Picture this: after we had moved an old app from an old server to a new one, we kept getting „I/O Exception: Broken Pipe“ now and then from our database connections. In the new environment, database lives on a different server than our app (as opposed to the old environment). Is there something wrong with the network?

My suspects turned out right: it’s the firewall between app and database. It drops „unused“ tcp connections after an hour. For some security reasons, this cannot be changed.

As our apps is rather old, some parts of it still do not use a connection pool and so there are db connnections that „linger“ around unused for an hour and are used thereafter – bang, I/O exception.

So watch out for that and use a connection pool. Possibly one that can shrink (i.e. throw away unused connections).

Chapter 8 introduces Criteria Queries. Only QueryTest.java is affected. Besides the usual net.sf.hibernate to org.hibernate package import renaming, net.sf.hibernate.expressions in Hibernate 2 is replaced by org.hibernate.criterion.

Moreover, change the line

  1. Example example = Example.create(new Artist(namePattern, null, null));


  1. Artist artist = new Artist();
  2. artist.setName(namePattern);
  3. Example example = Example.create(artist);

because Hibernate 3 has generated no argument constructors only.

Chapter 7 is working in Hibernate 3 (as opposed to chapter 6). The most challanging in this chapter migrationwise are StereoVolumeType.java and SourceMediaType.java . Change the import-package names. The Usertype-stuff is now under the package „org.hibernate.usertype“. It won’t compile, yet as there are some methods missing. For SourceMediaType.java:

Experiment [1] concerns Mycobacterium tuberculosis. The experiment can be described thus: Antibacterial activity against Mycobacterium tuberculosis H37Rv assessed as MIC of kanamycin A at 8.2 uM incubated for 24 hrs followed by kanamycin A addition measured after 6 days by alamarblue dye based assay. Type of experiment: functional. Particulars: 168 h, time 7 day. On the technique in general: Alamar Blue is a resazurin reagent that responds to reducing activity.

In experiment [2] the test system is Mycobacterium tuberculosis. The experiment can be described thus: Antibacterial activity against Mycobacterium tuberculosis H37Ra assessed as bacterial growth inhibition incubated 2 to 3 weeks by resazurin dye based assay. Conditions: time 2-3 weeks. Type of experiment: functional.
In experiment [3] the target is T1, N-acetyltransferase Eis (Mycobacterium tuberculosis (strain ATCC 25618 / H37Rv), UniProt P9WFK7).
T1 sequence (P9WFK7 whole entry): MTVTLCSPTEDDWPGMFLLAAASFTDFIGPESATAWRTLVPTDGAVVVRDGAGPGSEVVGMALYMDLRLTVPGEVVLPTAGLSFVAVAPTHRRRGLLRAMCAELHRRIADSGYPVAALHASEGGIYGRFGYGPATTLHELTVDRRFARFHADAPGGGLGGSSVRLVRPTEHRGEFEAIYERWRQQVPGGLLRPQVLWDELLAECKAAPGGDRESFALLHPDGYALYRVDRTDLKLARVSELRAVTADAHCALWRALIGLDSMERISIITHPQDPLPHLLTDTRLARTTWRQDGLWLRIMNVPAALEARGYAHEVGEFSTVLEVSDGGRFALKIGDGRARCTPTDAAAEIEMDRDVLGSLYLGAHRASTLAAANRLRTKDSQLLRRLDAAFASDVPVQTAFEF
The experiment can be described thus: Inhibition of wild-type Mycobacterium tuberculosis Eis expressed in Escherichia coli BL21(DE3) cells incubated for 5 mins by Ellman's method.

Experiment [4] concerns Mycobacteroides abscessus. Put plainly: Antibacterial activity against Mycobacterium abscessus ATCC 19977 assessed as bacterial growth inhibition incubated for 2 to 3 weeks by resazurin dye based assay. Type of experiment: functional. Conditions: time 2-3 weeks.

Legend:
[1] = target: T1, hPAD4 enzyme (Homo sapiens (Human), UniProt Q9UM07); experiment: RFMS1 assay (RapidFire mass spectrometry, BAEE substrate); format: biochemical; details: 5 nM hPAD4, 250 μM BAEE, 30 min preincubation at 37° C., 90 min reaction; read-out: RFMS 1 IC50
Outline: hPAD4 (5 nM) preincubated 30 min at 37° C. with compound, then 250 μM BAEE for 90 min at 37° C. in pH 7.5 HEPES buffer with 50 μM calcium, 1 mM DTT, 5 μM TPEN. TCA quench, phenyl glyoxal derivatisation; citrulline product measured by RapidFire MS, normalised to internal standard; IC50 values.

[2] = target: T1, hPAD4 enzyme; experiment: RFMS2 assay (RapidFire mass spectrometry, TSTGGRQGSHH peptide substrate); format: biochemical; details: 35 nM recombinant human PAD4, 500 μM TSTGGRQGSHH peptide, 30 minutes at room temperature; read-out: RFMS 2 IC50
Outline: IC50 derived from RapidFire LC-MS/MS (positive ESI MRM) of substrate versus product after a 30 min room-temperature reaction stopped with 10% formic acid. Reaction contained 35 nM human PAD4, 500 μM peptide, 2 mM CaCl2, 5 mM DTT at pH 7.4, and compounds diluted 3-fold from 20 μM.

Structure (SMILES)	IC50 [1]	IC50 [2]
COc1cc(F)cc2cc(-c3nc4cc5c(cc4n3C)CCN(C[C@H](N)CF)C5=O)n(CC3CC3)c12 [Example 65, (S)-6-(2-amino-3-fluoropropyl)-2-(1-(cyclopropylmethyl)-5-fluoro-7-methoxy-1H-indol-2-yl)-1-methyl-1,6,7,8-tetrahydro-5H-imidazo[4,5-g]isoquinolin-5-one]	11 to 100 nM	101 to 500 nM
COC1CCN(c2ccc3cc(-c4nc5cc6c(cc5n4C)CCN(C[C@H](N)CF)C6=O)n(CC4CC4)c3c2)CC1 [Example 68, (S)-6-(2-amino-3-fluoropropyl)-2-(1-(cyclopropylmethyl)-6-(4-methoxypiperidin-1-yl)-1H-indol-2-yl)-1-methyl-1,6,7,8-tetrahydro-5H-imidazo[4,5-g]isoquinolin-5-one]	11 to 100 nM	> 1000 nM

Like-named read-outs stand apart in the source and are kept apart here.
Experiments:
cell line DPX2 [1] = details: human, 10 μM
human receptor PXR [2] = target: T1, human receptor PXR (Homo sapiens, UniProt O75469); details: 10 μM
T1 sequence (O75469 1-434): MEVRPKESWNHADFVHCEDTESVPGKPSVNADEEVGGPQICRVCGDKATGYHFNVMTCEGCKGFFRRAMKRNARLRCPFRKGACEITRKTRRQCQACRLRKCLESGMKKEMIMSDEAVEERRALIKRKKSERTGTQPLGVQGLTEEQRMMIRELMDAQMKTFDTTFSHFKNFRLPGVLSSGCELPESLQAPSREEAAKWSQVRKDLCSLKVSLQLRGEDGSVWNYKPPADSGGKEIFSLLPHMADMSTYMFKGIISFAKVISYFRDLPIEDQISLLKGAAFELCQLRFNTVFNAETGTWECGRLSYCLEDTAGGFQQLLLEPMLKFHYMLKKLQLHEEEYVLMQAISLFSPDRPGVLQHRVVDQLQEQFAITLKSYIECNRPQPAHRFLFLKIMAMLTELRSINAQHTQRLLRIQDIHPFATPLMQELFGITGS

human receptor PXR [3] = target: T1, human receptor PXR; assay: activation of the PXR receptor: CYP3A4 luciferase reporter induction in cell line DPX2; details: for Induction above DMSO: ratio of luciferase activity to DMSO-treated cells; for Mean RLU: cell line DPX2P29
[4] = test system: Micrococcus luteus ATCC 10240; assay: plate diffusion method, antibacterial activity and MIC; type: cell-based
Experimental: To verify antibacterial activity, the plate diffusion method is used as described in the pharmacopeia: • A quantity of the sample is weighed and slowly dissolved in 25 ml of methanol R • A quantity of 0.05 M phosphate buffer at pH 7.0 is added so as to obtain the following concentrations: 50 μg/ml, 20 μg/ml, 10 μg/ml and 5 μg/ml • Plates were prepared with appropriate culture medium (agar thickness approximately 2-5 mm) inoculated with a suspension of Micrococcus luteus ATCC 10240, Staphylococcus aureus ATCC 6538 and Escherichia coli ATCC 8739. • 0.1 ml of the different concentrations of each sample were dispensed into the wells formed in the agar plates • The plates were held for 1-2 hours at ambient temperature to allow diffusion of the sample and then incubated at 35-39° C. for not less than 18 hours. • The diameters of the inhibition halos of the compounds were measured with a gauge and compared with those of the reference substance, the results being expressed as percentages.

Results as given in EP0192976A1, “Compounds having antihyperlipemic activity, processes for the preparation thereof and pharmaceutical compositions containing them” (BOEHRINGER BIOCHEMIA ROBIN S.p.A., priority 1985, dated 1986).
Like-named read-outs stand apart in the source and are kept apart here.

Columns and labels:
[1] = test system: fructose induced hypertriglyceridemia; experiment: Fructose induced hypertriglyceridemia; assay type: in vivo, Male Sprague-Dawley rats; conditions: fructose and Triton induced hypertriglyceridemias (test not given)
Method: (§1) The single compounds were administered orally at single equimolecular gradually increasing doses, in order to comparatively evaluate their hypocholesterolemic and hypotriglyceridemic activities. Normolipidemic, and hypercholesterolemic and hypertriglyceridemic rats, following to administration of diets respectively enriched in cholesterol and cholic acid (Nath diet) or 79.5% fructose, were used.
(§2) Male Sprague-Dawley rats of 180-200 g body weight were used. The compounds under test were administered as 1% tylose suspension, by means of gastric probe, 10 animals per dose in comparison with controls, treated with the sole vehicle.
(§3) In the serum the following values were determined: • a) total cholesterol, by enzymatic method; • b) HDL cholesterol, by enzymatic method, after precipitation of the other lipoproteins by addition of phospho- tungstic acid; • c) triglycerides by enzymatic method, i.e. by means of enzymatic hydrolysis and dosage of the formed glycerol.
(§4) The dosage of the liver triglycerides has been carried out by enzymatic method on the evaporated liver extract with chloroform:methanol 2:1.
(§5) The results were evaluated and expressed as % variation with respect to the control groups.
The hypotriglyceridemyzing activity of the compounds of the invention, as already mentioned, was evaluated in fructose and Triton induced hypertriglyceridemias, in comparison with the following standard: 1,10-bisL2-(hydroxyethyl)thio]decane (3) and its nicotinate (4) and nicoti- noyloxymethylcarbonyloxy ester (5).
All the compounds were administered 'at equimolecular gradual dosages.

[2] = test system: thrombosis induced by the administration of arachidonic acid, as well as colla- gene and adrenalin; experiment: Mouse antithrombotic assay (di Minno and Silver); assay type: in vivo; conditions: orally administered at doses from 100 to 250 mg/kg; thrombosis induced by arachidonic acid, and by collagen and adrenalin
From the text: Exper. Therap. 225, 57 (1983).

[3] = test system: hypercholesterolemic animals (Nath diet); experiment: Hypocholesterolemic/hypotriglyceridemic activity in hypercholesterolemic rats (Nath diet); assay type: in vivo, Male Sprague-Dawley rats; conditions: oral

1. public Object replace(Object original, Object target, Object owner)
  2.     throws HibernateException {
  4.         return original;
  5.    }
  7. public Serializable disassemble(Object value) {
  8.        return (Serializable) deepCopy(value);
  9.  }
  11. public Object assemble(Serializable cached,
  12.                            Object owner)
  13.     {
  14.         // Our value type happens to be serializable, so we have an easy out.
  15.         return deepCopy(cached);
  16.     }
  18. public int hashCode(Object o) { return o.hashCode(); }

For StereoVolumeType.java:

  1. public Object replace(Object original, Object target,SessionImplementor session,
  2.                       Object owner)
  3.     throws HibernateException {
  5.                    return deepCopy((StereoVolumeType)original);
  6.   }
  8. public int hashCode(Object o) { return o.hashCode(); }
  10. public Object replace(Object original, Object target, Object owner)
  11.                throws HibernateException {
  13.                    return original;
  14.  }

That’s it.

You can skip the entire chapter 6 if you use Hibernate 3. It is based on the interface PersistenceEnum which already became deprecated in Hibernate 2 as the author points out in the errata. The interface has apparently removed in Hibernate 3.

As in chapter 4, copy the hbm.xml-files and change the DTD-reference. Leave CreateTest.java, QueryTest.java and QueryTest2.java alone – they will still compile. Copy the AlbumTest.java file, change the hibernate-imports and the constructor calls as well as int parameters to Integer.

This should be easy as we have done that before.

In this chapter, we add an Entity called „Artist“ as well as an entity called „Comments“.

Copy both Track.hbm.xml and Artist.hbm.xml from the examples-distribution and remember to change the DTD-reference if necessary.
When using „ant schema„, SAX complained it couldn’t find ${src.root}/com/oreilly/hh/hibernate-mapping-2.0.dtd for Artist.hbm.xml.
That’s strange because it didn’t complain about it in Track.hbm.xml before. However, I place the DTD file in ${src.root}/com/oreilly/hh